Adriana Echazú 1 , 2 , * , Marisa Juarez 1 , Paola A. Vargas 1 , 2 , Silvana P. Cajal 1 , Ruben O. Cimino 1 , 3 , Viviana Heredia 4 , Silvia Caropresi 4 , Gladys Paredes 4 , Luis M. Arias 5 , Marcelo Abril 6 , Silvia Gold 6 , Patrick Lammie 7 , Alejandro J. Krolewiecki 1 , 2
9 October 2017
Recommendations for soil-transmitted helminth (STH) control give a key role to deworming of school and pre-school age children with albendazole or mebendazole; which might be insufficient to achieve adequate control, particularly against Strongyloides stercoralis. The impact of preventive chemotherapy (PC) against STH morbidity is still incompletely understood. The aim of this study was to assess the effectiveness of a community-based program with albendazole and ivermectin in a high transmission setting for S. stercoralis and hookworm.
Community-based pragmatic trial conducted in Tartagal, Argentina; from 2012 to 2015. Six communities (5070 people) were enrolled for community-based PC with albendazole and ivermectin. Two communities (2721 people) were re-treated for second and third rounds. STH prevalence, anemia and malnutrition were explored through consecutive surveys. Anthropometric assessment of children, stool analysis, complete blood count and NIE-ELISA serology for S. stercoralis were performed.
STH infection was associated with anemia and stunting in the baseline survey that included all communities and showed a STH prevalence of 47.6% (almost exclusively hookworm and S. stercoralis). Among communities with multiple interventions, STH prevalence decreased from 62% to 23% (p<0.001) after the first PC; anemia also diminished from 52% to 12% (p<0.001). After two interventions S. stercoralis seroprevalence declined, from 51% to 14% (p<0.001) and stunting prevalence decreased, from 19% to 12% (p = 0.009).
Hookworm’ infections are associated with anemia in the general population and nutritional impairment in children. S. stercoralis is also associated with anemia. Community-based deworming with albendazole and ivermectin is effective for the reduction of STH prevalence and morbidity in communities with high prevalence of hookworm and S. stercoralis.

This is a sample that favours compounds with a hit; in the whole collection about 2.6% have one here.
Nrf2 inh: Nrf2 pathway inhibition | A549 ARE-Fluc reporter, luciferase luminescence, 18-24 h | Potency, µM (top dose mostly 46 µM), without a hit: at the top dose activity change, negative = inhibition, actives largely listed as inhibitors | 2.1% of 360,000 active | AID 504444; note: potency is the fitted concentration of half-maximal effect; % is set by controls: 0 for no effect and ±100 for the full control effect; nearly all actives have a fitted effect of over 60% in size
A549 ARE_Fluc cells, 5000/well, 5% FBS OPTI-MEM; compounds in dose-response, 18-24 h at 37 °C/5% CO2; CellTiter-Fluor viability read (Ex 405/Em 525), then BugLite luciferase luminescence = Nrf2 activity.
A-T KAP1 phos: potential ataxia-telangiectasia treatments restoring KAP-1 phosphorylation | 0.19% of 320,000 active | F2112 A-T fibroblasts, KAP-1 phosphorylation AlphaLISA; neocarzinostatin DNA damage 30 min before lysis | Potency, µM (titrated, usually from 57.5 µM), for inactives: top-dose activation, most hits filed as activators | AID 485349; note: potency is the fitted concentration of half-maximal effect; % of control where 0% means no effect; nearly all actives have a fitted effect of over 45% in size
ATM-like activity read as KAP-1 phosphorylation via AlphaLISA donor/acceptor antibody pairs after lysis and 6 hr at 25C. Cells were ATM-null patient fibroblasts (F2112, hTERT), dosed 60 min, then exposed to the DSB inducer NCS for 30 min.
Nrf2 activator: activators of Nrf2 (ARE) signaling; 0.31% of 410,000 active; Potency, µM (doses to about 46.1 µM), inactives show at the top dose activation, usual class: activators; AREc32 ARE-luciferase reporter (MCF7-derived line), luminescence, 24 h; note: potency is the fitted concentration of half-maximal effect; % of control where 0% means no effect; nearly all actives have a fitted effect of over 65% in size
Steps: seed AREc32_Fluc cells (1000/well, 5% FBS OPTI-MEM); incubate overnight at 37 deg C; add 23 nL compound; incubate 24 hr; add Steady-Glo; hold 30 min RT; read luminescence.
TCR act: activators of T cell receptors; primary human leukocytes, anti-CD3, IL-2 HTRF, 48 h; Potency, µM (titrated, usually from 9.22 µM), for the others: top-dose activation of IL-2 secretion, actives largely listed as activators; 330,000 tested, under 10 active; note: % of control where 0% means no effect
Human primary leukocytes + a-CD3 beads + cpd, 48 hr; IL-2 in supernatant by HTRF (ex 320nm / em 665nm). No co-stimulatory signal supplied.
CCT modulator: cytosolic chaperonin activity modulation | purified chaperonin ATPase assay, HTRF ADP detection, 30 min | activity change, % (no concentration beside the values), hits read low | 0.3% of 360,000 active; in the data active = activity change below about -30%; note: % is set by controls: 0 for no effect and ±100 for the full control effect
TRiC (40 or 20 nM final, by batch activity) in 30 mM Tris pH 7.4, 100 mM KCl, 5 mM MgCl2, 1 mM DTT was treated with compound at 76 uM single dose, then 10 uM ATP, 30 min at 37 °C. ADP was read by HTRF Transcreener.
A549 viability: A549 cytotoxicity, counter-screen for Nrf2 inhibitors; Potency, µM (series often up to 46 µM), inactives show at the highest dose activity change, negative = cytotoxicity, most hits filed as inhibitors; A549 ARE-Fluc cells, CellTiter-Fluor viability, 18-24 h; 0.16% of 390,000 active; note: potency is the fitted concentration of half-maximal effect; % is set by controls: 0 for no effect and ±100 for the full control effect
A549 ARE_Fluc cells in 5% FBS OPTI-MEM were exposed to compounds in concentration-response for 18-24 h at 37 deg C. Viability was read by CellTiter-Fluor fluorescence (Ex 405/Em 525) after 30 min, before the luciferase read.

Soil-transmitted helminth (STH) infections are a relevant public health problem in resource restricted settings due to their potential to perpetuate poverty, since chronic infections are associated with learning and grow impairment in children and reduced productivity in adults. The current strategy for STH control gives a key role to preventive chemotherapy of risk groups (preschool and school age children and women of childbearing age) with anthelmintic drugs. The drugs recommended for regular deworming are albendazole or mebendazole. This strategy does not target Strongyloides stercoralis, an STH resistant to the recommended drugs in single doses. The efficacy of ivermectin, alone or in combination, for the treatment of Strongyloides stercoralis infection has been reported in controlled trials. We conducted a pragmatic study aiming to assess the effectiveness of community based preventive chemotherapy with albendazole plus ivermectin for the control of STH prevalence and morbidity, in endemic communities of Northwestern Argentina. We found high baseline prevalence of hookworm and Strongyloides stercoralis and significant nutritional and hematological morbidity associated with these infections. After three rounds of preventive chemotherapy with albendazole and ivermectin we observed a significant decline in the prevalence of infection and in the prevalence and severity of morbidity.